-- Matthew 25:32-40
Using the context clues alone, we see that this conclusion is unwarranted. The "sheep" are not indicating they didn't know they were doing good works in keeping with repentance to Christ; they are indicating they didn't know they were doing good works to Christ. That is what is being revealed here. So on a basic rhetorical level, this passage is not teaching that workers of good works may be doing good works in consistency with Christian faith without having that Christian faith. They are learning that ministry to others under the Lordship of Christ is ministry to Christ. They are learning that they have built up the Body of Christ. Indeed, elsewhere we are told that good works done outside of Christ's name are filthy rags. This is true whether they're done unto Buddha or unto our own sense of being a better person. The works of the "righteous" are done unto Christ.
The other problem with thinking this is a passage teaching good works as the grounds for salvation -- aside from all the other passages teaching that good works as the grounds for salvation is not only a false gospel but a damnable false gospel -- is another, similar judgment passage from Jesus' teaching. In Matthew 7, Jesus says that many who did good works using his name will not enter heaven. The inclusivist would have us think that this actually means Ghandi has a better shot than, say, Fred Phelps, and of course, on that sort of meritorious scale, I totally agree. Ghandi is certainly more resembling of Jesus than Phelps. But the point of both passages in tension with each other and in the context of all else the Scriptures say is this: good works is no basis for eternal life.
What I love about the Matthew 25 passage is that Jesus connects good works in keeping with repentance to tending to him. And in Matthew 7 while condemning lip service he commands following the will of the Father. Is it the Father's will that we reject his Son unrepentantly and yet this faithlessness be credited to us as righteousness? When Jesus tells Peter that it is upon him and his confession "You are the Christ, the Son of the living God" that he will build his church, does he mean that confessing Jesus is "John the Baptist, Elijah, or Jeremiah, or one of the prophets" is cool too?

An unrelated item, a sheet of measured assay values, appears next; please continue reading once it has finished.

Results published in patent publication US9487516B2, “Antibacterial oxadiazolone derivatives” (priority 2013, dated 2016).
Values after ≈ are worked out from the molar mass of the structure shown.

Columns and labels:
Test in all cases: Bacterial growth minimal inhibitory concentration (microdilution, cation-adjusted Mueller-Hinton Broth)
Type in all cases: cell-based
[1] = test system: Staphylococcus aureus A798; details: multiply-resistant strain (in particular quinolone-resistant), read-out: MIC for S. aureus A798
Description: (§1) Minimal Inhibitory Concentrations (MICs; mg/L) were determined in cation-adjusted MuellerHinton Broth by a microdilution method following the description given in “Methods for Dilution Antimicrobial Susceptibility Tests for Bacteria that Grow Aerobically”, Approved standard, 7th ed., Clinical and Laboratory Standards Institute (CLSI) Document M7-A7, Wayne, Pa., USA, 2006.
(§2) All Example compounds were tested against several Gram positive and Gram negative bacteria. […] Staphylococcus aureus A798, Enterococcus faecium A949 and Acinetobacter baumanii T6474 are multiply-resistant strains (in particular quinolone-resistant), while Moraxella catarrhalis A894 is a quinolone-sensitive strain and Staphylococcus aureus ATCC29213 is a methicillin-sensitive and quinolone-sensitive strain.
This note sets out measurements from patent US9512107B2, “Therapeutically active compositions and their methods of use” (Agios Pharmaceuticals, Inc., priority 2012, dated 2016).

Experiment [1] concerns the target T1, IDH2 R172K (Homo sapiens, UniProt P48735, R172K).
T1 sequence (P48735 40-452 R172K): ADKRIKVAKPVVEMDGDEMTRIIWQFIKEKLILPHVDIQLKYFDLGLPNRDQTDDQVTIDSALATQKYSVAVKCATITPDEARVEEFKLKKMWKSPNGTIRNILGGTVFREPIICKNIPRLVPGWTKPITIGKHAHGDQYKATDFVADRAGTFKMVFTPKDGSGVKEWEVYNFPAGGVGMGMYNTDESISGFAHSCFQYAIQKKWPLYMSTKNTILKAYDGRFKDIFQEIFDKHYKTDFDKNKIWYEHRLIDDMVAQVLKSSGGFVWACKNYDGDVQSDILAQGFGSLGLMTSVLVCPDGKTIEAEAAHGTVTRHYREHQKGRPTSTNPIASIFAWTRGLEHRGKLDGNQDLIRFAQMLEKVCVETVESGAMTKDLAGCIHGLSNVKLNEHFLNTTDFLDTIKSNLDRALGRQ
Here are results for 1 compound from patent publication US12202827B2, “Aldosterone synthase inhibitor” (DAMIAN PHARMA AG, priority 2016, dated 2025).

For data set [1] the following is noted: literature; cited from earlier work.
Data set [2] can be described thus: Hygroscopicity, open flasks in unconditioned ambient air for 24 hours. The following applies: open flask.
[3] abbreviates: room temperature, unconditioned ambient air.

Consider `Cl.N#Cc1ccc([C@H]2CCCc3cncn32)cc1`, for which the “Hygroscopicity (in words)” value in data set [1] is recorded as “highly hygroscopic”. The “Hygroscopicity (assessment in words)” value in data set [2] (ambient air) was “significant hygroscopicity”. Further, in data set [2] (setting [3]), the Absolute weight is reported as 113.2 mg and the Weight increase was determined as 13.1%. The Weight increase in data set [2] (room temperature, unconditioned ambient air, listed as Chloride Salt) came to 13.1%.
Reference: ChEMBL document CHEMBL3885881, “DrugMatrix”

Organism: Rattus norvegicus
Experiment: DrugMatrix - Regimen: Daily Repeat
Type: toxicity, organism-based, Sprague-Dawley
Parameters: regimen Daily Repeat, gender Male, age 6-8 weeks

Let God be true though every man a liar.
It is not good works that get Christ's righteousness applied to us. It is our faith in Christ, which is to say, it is our despairing of our works.
This ongoing discussion is larger than whether hell exists and if it does, what it's like. Lying in wait beneath this debate is one that is at the heart of the true Christian faith: how does one receive eternal life?
Let us commend faithfulness in caring for the least of these. When the Father welcomes his children with "Well done, good and faithful servant; enter the joy of your master," he means to commend our faithfulness. It is not optional for believers. But let's obey God remembering what the word faithfulness means: persistent obedience that is full of faith. And if faith in anyone but Christ earns a "pass," it will not mean God is love (as 1 John 4 means it) but that he's a liar.